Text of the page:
Politicians as Bibliophiles (2006)

"A book is like a mirror: If an ass looks in, you can't expect an apostle to look out." -- GC Lichtenberg.

One of my favourite anecdotes about books and reading involves Hollywood actor Sylvester Stallone. Some years back, a magazine writer interviewing Stallone reported that his home library consisted of a multivolume, leather-bound edition of literary classics. All pristeen, seemingly untouched. At one end of one shelf sat a well-thumbed copy of "Mr. T: An Autobiography."

I was reminded of this anecdote a few weeks ago, when US press secretary Tony Snow announced that President Bush was relaxing this summer with Albert Camus’ "The Stranger." The White House flak topped this revelation by adding, "I don’t want to go too deep into it, but we discussed the origins of existentialism."

I would have loved to be a fly on the wall for THAT discussion. Imagine a chinwag about European philosophy between a former guest host of The Rush Limbaugh Show and a world leader who consistently pronounces "nuclear" as "nookaler." (The last time Americans heard of Bush reading anything, it was a children’s story about a goat, a slim volume that functioned as a Presidential prop in a Florida classroom, as things went haywire elsewhere.)

The Daily Show’s Jon Stewart got some mileage out of Dubya’s dubious summer reading. He informed viewers who’ve never read The Stranger that "it's a classic novel about a Westerner who kills an Arab for no good reason and dies with no remorse."

A good line, but adult literacy is a serious thing. For I believe inside every aging, incurious fratboy there’s a child with a library card trying to get out. I put the president’s current lack of interest in serious reading on the doorstop of his fearsome mom, Barbara Bush, who undoubtebly failed to supply the budding shrub with worthy reading material. According to family biographer Kitty Kelley, a writer for The New Yorker who once visited the family compound in Kennebunkport, Maine, tried to find something to read late at night. "After investigating the entire mansion, he found one book: The Fart Book.''

Then again, why bother with egghead stuff like books when the world is your oil well?

Contrast the Bush reading record with that of former president Bill Clinton. For the opening of his presidential library, he listed as his favorite books the "Meditations" by Marcus Aurelius, "The Four Quartets," by T.S. Eliot, "The Collected Poems of W.B. Yeats," and Maxim’s "Ten Years of Hot Babes." It’s up for debate whether Clinton, a serial fabricator, read any or all of these tomes all the way through — with the exception of the last one (which I added for fun, of course). In fact, with most political memoirs penned by ghost writers these days, it’s an open question whether Slick Willy has even read his OWN book all the way to the end.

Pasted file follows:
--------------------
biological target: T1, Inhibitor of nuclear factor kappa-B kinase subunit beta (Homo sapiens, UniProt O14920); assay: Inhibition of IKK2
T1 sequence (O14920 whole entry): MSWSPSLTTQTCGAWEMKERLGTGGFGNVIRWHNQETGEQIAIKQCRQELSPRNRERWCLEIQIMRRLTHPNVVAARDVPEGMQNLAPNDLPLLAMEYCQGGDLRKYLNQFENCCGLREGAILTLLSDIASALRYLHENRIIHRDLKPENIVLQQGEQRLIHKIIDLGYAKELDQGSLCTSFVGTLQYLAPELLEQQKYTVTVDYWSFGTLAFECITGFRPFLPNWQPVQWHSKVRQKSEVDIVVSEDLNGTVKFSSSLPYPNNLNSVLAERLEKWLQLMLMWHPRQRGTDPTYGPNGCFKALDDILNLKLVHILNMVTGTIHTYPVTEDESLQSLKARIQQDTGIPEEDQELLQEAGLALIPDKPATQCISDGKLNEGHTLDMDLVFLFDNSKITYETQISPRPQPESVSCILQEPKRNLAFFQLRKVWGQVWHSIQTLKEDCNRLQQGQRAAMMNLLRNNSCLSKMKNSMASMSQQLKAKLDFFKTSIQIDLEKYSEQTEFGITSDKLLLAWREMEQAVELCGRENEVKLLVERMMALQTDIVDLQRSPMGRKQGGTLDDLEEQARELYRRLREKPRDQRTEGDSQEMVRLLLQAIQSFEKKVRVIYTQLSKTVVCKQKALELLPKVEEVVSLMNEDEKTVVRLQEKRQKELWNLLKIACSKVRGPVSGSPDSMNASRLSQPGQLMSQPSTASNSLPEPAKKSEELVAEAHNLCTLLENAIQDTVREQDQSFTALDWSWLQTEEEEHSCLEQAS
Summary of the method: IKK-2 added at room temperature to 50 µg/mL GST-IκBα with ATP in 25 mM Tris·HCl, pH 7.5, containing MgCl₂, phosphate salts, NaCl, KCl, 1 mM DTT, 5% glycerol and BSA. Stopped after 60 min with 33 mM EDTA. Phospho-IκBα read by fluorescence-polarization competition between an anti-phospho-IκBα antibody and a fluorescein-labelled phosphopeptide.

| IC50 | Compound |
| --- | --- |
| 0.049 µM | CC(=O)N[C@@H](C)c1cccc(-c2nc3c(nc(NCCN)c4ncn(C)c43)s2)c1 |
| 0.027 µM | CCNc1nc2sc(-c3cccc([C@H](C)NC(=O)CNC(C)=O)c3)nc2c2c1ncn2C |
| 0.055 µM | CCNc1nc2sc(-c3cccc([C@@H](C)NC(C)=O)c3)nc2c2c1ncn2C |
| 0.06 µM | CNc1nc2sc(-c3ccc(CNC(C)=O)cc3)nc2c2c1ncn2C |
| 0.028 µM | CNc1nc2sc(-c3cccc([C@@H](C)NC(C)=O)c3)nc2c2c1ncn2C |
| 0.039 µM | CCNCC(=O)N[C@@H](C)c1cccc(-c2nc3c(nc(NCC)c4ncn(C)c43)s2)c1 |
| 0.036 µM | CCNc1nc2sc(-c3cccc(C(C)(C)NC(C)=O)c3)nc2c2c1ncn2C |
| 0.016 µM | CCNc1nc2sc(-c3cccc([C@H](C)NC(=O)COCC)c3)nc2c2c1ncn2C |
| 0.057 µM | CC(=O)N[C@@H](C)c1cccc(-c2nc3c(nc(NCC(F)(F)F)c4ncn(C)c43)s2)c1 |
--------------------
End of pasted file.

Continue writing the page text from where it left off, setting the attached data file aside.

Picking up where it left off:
When it comes to recommended authors and gaseous emissions, special mention goes to our very own premier Gordon Campbell. Last year, Internet surfers discovered a BC government web site,, containing a list of the premier’s reading recommendatioi\ns, among them Ronald Wright's Massey Lecture, A Short History of Progress. The book details what the author calls "progress traps," which result from civilizations laying waste to the natural resources and ecosystems that underlie economic systems. In his review of the book, Campbell approvingly quotes the following passage: "The human inability to foresee, or to watch out for long range consequences may be inherent to our kind, shaped by the millions of years when we lived from hand to mouth by hunting and gathering. It may also be little more than a mix of inertia, greed and foolishness encouraged by the shape of our social pyramid."

Considering what the premier hasn’t done for the environment during his tenure, his eager recommendation of Wright’s eco-apocalyptic rant reads as either disingenuous or doublethink. Even the author expressed surprise, writing in
the Globe and Mail that the ancient eco-disasters described in his book share a lot in common with current events in BC. Wright reported he was " delighted that Mr. Campbell and I seem to agree on the importance of the environment and social justice. But after seeing the ecological carnage on his watch, I find it hard to believe that he and his colleagues are about to change."

Whoa. You know you’re having a bad day when an author publicly lambastes you for recommending his or her book. Perhaps it’s safer for politicians and other high profile readers to strike living authors entirely from their recommendation list; dead men tale no tales and all that. Who knows, this may even open up a new alternative energy source, using dead white males for turbine power. I’m sure with the recent endorsement of existentialism from the White House, Camus’s corpse got up past 5000 rpm’s.

Geoff Olson